BeastMowed: After three and a half years of working 60 to 70 hours a week trying to grow and pinching every penny, I have discovered there is one key to success in the lawn care/landscaping business: Don’t mow yards! Cutting grass is not profitable. Yes, of course, there will be people who kill it cutting grass, but generally speaking, unless you have a one in 1,000 contract or have 20 trucks mowing at once, it just isn’t worth it. I have worked incredibly hard to grow from nothing to over 100 weekly cuts and there just isn’t anything left over. Fuel, equipment and employees destroy profit. Solo operations I could see making a profit, but anyone with more than two trucks running is going to have a hard time making any real money. Yes, we make a “profit” after all expenses including my salary, but it is nowhere near worth the trouble. It’s just discouraging more than anything. Landscaping, irrigation, hardscapes, design work is where it’s at. Cutting grass is not skilled labor and the pay reflexes it. I will wake up tomorrow and go cut another 18 to 20, but my mindset has changed.
easy-lift guy: If you’re particularly not wanting to offer mowing for your customers, can you make up the lost revenue with your other divisions and drop mowing all together? The reason being that many companies on this site offer full service to one degree or another year-round. You may have reached a saturation point with your mowing accounts and although you’re generating an income from this division, you read like you would rather not be bothered by this part of the business? One suggestion: give yourself a break and stop working seven days a week. I have seen the effects of this working schedule and over time you will only wear out your mind and body that much faster.
Your help chooses to not work seven days a week for a reason, follow their lead and make the time for yourself before you’re completely burned out, finished.
georgialawn88: I can agree there are much more than profitable things out there other then cutting. Plus, it’s not year-round. I’m glad I found my niche.
tintkang: I agree to an extent, however, I only do this part time. I am solo as well. I have a full-time job and do this to supplement income. Plus I like it. I started with a few landscaping jobs, and although it was a lump sum of cash, it wasn’t worth as much to me as mowing is. I can unload a mower, get it done, get paid and leave in no time. A huge bed and mulch job took me forever, and the hourly rate was not as good as it is mowing, at least for me. Granted, I don’t do any landscape stuff besides mulch/weeding/edging beds, but as a solo guy, I think mowing/blowing is where it’s at.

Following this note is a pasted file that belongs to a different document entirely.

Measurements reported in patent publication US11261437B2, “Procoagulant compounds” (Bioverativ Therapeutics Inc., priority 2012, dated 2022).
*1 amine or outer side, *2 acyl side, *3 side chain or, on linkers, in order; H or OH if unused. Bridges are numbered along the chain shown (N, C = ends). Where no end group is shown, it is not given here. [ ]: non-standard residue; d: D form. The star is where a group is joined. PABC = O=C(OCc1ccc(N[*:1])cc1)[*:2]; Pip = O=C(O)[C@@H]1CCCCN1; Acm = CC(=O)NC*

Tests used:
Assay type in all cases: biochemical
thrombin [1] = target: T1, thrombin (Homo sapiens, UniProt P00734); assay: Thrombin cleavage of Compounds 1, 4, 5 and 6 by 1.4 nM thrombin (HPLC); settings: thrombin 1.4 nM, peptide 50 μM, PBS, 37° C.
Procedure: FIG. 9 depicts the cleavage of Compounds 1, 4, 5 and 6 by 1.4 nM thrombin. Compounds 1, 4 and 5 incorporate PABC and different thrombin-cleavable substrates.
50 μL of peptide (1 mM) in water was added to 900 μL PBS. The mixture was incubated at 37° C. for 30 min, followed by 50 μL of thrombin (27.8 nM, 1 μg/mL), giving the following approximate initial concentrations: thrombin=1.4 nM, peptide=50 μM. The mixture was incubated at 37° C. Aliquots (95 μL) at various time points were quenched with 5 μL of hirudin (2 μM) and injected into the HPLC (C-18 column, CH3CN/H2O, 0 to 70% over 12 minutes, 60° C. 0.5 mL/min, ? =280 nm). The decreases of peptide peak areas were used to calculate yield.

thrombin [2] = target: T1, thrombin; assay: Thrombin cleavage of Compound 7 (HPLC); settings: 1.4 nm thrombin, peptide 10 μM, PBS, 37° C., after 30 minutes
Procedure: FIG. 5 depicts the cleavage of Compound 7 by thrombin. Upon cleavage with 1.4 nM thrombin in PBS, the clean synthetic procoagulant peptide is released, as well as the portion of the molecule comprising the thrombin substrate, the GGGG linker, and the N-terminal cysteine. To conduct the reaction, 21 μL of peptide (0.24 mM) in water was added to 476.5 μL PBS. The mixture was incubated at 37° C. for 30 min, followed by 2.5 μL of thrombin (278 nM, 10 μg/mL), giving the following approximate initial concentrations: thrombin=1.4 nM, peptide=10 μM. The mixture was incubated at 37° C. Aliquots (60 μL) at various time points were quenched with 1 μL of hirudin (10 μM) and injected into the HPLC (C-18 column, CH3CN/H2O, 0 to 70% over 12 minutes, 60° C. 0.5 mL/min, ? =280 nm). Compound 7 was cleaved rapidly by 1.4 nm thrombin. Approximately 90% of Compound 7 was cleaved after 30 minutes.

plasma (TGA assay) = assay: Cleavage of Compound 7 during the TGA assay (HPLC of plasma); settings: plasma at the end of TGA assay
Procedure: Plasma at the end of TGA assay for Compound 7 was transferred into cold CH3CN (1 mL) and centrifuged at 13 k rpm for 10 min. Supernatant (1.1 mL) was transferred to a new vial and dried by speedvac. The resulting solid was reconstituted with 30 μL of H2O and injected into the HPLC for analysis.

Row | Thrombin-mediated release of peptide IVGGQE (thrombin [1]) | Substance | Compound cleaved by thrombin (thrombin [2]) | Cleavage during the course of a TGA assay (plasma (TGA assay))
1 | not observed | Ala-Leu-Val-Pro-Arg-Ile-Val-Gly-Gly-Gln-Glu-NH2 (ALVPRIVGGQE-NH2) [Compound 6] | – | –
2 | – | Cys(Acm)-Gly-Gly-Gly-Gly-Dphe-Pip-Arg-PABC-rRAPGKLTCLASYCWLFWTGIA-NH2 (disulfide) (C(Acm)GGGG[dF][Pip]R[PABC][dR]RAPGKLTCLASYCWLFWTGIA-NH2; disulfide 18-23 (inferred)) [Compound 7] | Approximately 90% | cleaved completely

Triple L: Nobody can make money with a four-man crew; delete one person and try a three-man crew and everyone just steps it up a little. Better yet, pay more but have a two-man super good crew, then you’ll be seeing worthwhile money. If not, explain why you must have a four-man crew.
DUSTYCEDAR: Only keep the mowing customers that get extra work done! You can make a lot more with a lot less.
Woddy82986: As with a lot of other service-based industries, it can be profitable if you allow it to be. I’m solo at the moment, but I have seen firsthand the mistakes and sound moves that a large operation makes that decide profitability. For me, lawn mowing is profitable. For you, lawn mowing is profitable. You made that statement yourself. You just aren’t happy with the size of the margin. If lawn mowing couldn’t be profitable, nobody would do it. I suppose it’s all in how you handle it. Lawn mowing opens the door to a ton of other services to offer your clients. The very first thing that comes to mind is fertilization/weed control. Around here, many potential clients aren’t going to hire a company who strictly deals with fert/chems. They want a company that will maintain all aspects of their turf. Think of lawn mowing as a gateway drug to other services. Basically, though, there is profit to be made in simply mowing without add-on services. You just have to set things up correctly. Just like anything else, if you don’t keep the fat trimmed you eventually run into a problem.
Triple L: High-margin landscape jobs are also hard to come by, and aren’t reliable day in and day out. Lawns make so much money. One day you can make a small mint on a landscape job then it might be a week before another one comes by and might not be profitable if you quote slightly wrong or have too many rain days or other uncontrollable forces. Don’t forget about all the driving around quoting and doing designs and you might be lucky if you land one-quarter of the stuff you quote. All in all, lawns are very reliable and often times at the end of the week more profitable when you look at the capital expenses of skid steers and all the equipment.